Sunday, 1 November 2020

Forests and Koalas: why the NSW Nationals are so willing to betray communities in the Northern Rivers region

Before the disastrous 2019-2020 bushfire season the NSW North Coast region comprised 9.7 million hectares of land, with 65 per cent of it forested. Over half (3.4 million hectares) of the region’s forests were in private ownership, spread across thousands of individual holdings, according to NSW Dept. of Primary Industries (DPI).

The north coast had a diverse array of forest types and most of the tree cover was estimated to be between >20 to <30 metres and >30 to <40 metres in height across an est. 20,706 square kilometres.

This is how the Berejiklian Government saw those forests within the Northern Rivers region before the mega bushfires came through:

Extent of forest cover in north-east New South Wales

Extent of harvestable timber on private land and operating timber mills

Again, according to the DPI in March 2019; Properties with native forests that generated ‘very high’ stumpage values (based on their yield association) were mainly located between Coffs Harbour and Casino. Properties with native forests with ‘high’ stumpage values were far more widespread extending in a broad band (50-100 kilometres wide) along the full length of the north coast.

Properties in early 2019 which had a ‘Very High’ suitability for timber production were located between 50km and 100km from the coast between Grafton and the Queensland Border, with ‘High’ suitability properties occupying a broader band that extended from Coffs Harbour to the Queensland border. At its widest point, west of Casino, this band is said to extend 130 kilometres inland.

Joint EPA-Dept. of Industry Forest Science Unit predictive mapping of remaining NSW koala habitat based on sighting records, vegetation, soils and climate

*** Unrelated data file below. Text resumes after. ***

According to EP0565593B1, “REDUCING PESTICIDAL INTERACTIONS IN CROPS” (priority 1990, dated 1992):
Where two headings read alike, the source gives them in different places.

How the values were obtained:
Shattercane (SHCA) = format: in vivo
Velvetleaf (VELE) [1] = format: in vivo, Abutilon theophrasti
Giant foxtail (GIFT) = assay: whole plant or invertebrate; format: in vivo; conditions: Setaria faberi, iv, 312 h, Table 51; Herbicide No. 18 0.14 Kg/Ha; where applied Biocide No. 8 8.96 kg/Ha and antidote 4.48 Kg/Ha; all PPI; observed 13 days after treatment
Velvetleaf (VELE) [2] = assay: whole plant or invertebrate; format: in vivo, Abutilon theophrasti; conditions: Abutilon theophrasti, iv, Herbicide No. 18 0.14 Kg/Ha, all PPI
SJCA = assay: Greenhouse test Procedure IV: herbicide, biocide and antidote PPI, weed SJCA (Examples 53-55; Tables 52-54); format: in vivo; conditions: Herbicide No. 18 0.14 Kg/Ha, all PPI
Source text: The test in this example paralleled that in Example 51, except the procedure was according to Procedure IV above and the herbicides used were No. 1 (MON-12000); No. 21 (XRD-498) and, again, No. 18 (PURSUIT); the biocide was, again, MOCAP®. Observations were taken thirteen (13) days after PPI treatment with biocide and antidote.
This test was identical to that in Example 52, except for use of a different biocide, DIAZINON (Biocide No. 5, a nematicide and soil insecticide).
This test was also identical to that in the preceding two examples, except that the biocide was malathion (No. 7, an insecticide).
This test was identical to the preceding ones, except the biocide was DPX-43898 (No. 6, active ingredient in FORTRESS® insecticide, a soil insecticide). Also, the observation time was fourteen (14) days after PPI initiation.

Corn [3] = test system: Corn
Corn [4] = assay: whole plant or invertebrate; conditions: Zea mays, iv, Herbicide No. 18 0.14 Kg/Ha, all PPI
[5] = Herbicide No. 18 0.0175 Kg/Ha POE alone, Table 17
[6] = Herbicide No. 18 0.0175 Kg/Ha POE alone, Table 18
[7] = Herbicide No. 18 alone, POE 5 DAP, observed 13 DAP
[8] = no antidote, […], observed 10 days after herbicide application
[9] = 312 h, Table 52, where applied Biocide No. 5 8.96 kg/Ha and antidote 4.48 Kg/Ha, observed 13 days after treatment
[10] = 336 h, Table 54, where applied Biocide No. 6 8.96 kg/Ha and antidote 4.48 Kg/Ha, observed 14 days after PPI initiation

"Modelling koala habitat",  NSW EPA. July 2019

It is easy to see that most of the remaining Northern Rivers koala habitat falls within those areas with operating timber mills and land on which the NSW Forestry Corporation has cast its rapacious eye.

According to the NSW Forestry Corporation around 60 per cent of the net harvest area available for timber production in the Northern Rivers region was impacted by fires during the 2019-2020 bushfire season, but this corporation appears to view a coastal strip around 100kms wide and 216kms long - containing thousands of parcels of private  land - as able post-fires to supply it with commercial timber for years to come.

The forestry industry is actively lobbying government for access to more native timber citing increased employment as one benefit. 

Despite the fact that Australia-wide the forestry industry appears to only employ around 10,700 people in a potential 2020 workforce of est. 13.5 million (ABS September 2020) and, according to industry reports; The Forestry and Logging industry has performed poorly over the past five years. Industry output is projected to decline at an annualised 1.3% over the period, with downstream demand also weakening…..

Furthermore, lower demand from log sawmilling, and declines in residential building construction have contributed to several years of revenue declines. Industry revenue is expected to decline at an annualised 1.4% over the five years through 2020-21, to $4.7 billion.

What this all means is that stressed koala communities already competing with urban expansion, increased traffic, historical and recent habitat loss, are now being threatened by the business strategy of one of the largest forestry corporations in Australia, the financial self-interest of around 32 operating timber mills within the Northern Rivers region, as well as the political self-interest of 12 National Party members who sit in the NSW Legislative Assembly and 6 National Party members sitting in the Legislative Council.

This shared self-interest in encapsulated in the bill passed by the Assembly earlier this month and still to be voted on by the Council, the Local Land Services Amendment (Miscellaneous) Bill 2020which extinguishes state koala habitat protection policy on most NSW land and seeks to (i) allow the commercial logging of native trees to continue unimpeded on private land by circumventing a government review of the private forestry system and (ii) to allow future clearing of native timber on farmland without the need for authorisation under other state legislationincluding the Environmental Planning and Assessment Act 1979 and Biodiversity Conservation Act 2016. 

If any North Coast Voices readers have concerns about the fate of forests and koalas on the NSW North Coast I suggest that they phone or email members of the NSW Legislative Council before Tuesday, 10 November 2020, using the link below which takes you straight to the parliamentary web page which lists the contact details for all 42 members:







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